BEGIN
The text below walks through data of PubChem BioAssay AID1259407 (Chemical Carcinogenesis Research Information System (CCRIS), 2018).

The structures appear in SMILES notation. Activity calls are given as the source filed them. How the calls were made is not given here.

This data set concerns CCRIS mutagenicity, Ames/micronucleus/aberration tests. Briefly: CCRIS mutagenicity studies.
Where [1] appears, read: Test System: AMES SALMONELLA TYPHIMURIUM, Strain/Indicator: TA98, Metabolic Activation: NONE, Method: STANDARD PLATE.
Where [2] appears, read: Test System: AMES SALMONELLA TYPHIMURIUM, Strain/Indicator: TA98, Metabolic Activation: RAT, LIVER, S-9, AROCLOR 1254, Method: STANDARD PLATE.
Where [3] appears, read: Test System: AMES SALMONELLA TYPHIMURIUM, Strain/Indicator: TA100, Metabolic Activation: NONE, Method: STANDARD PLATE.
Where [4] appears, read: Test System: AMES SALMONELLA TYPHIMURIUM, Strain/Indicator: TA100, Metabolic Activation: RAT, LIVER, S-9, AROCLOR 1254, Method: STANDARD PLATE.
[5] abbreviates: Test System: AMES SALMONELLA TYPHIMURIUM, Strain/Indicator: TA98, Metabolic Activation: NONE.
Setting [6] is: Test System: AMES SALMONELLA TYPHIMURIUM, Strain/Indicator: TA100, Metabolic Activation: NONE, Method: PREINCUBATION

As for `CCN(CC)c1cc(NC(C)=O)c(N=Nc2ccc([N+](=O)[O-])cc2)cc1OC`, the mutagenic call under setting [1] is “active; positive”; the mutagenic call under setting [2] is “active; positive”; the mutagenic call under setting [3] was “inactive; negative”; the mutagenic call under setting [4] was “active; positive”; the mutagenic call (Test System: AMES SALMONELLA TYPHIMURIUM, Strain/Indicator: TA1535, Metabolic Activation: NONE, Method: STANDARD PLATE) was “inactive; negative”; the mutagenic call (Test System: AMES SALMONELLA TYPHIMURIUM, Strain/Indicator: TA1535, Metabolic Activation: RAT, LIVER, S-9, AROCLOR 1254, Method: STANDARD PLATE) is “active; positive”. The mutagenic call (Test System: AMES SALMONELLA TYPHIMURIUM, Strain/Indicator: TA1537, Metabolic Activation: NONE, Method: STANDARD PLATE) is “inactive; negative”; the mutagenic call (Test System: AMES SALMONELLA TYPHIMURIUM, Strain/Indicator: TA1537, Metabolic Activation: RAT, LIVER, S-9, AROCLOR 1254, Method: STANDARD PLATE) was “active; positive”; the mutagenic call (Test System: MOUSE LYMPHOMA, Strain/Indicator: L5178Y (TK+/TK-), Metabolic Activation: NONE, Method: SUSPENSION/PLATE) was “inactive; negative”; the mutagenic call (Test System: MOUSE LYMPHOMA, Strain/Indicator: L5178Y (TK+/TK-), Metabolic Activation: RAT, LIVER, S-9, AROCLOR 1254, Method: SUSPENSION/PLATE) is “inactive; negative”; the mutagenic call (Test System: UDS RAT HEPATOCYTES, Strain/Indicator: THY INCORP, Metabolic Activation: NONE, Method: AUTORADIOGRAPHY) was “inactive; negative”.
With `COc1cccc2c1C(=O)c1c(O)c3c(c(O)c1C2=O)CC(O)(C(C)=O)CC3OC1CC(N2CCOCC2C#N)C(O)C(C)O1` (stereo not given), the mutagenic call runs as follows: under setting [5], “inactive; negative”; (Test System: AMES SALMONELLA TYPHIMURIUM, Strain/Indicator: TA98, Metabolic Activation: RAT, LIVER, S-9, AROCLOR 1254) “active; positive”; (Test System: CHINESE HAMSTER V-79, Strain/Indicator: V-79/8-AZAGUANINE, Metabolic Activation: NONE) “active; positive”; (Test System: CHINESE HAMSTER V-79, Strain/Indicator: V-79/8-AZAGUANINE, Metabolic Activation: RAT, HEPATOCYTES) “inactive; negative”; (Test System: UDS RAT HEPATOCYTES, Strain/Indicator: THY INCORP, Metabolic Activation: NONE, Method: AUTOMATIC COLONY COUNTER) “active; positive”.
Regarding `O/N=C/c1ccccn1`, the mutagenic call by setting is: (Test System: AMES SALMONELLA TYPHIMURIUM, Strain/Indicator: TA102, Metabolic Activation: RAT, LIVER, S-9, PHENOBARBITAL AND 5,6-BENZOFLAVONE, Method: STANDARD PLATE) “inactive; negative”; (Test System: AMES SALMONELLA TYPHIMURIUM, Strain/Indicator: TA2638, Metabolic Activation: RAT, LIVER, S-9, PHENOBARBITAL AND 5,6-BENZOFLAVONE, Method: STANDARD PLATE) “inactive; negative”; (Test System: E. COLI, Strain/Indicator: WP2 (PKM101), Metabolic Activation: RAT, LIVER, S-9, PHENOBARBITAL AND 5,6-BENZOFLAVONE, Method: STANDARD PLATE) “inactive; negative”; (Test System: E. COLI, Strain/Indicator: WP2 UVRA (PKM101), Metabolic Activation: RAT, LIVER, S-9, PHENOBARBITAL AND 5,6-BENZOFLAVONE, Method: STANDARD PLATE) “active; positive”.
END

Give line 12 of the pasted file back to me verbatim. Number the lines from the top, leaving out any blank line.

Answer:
Regarding `O/N=C/c1ccccn1`, the mutagenic call by setting is: (Test System: AMES SALMONELLA TYPHIMURIUM, Strain/Indicator: TA102, Metabolic Activation: RAT, LIVER, S-9, PHENOBARBITAL AND 5,6-BENZOFLAVONE, Method: STANDARD PLATE) “inactive; negative”; (Test System: AMES SALMONELLA TYPHIMURIUM, Strain/Indicator: TA2638, Metabolic Activation: RAT, LIVER, S-9, PHENOBARBITAL AND 5,6-BENZOFLAVONE, Method: STANDARD PLATE) “inactive; negative”; (Test System: E. COLI, Strain/Indicator: WP2 (PKM101), Metabolic Activation: RAT, LIVER, S-9, PHENOBARBITAL AND 5,6-BENZOFLAVONE, Method: STANDARD PLATE) “inactive; negative”; (Test System: E. COLI, Strain/Indicator: WP2 UVRA (PKM101), Metabolic Activation: RAT, LIVER, S-9, PHENOBARBITAL AND 5,6-BENZOFLAVONE, Method: STANDARD PLATE) “active; positive”.